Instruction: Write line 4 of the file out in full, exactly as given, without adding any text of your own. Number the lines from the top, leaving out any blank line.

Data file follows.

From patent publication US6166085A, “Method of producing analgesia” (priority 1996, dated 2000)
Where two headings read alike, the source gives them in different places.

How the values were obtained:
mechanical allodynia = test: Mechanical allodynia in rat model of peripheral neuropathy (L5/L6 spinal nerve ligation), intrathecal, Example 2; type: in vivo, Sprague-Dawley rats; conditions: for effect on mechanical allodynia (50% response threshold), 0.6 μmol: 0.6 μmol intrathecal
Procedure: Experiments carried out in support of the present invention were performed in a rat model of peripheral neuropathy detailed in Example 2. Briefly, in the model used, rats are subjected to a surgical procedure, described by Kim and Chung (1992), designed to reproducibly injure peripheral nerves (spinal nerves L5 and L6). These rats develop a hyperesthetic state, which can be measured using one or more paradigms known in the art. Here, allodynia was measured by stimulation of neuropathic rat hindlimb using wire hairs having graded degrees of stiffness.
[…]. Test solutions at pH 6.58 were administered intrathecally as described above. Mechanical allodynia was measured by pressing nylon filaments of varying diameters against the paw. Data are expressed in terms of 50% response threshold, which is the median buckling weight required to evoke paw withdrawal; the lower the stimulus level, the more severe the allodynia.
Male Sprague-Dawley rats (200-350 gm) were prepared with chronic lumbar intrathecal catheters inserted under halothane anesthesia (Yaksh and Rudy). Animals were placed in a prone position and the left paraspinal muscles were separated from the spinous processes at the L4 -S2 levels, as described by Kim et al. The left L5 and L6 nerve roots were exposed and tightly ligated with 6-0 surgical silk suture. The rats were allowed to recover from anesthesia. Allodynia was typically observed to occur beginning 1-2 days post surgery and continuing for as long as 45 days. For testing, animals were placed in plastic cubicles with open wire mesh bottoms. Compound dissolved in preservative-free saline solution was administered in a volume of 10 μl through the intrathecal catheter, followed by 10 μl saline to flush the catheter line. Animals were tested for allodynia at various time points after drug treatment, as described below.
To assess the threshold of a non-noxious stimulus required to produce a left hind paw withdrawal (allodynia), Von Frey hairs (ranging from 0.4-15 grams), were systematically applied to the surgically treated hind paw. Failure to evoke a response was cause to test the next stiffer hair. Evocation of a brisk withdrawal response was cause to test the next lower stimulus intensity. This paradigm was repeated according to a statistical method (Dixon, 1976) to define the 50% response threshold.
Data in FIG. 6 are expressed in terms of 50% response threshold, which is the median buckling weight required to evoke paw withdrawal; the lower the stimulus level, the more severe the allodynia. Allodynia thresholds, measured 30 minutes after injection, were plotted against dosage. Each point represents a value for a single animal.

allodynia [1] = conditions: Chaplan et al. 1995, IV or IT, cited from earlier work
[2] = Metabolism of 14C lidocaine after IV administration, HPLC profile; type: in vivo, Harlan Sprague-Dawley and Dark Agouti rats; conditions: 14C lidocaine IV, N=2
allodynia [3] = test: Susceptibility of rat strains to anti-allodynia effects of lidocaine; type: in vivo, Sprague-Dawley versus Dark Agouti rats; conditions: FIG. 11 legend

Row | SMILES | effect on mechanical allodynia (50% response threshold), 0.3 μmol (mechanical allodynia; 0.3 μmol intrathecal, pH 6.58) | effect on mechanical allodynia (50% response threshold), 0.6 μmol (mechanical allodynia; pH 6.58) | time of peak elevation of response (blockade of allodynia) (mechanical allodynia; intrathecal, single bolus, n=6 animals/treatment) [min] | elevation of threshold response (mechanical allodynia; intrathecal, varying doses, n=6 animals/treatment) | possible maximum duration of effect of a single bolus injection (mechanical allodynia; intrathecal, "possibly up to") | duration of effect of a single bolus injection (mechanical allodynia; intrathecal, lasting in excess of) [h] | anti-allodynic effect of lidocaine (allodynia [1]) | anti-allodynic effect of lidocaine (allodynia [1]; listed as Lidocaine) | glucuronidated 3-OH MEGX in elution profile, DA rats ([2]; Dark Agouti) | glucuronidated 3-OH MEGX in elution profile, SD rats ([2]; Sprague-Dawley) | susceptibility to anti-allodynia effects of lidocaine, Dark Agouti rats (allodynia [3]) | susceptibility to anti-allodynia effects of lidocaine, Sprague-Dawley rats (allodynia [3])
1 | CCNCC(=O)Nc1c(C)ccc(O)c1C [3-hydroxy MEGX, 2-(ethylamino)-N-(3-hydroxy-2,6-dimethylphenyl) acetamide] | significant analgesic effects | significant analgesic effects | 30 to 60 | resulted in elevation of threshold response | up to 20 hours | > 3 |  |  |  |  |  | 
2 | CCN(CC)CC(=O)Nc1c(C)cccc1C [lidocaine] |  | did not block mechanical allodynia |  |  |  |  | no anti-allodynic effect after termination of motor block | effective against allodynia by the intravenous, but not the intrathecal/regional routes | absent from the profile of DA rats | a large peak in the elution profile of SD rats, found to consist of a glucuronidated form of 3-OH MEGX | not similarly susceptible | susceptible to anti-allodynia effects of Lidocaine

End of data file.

mechanical allodynia = test: Mechanical allodynia in rat model of peripheral neuropathy (L5/L6 spinal nerve ligation), intrathecal, Example 2; type: in vivo, Sprague-Dawley rats; conditions: for effect on mechanical allodynia (50% response threshold), 0.6 μmol: 0.6 μmol intrathecal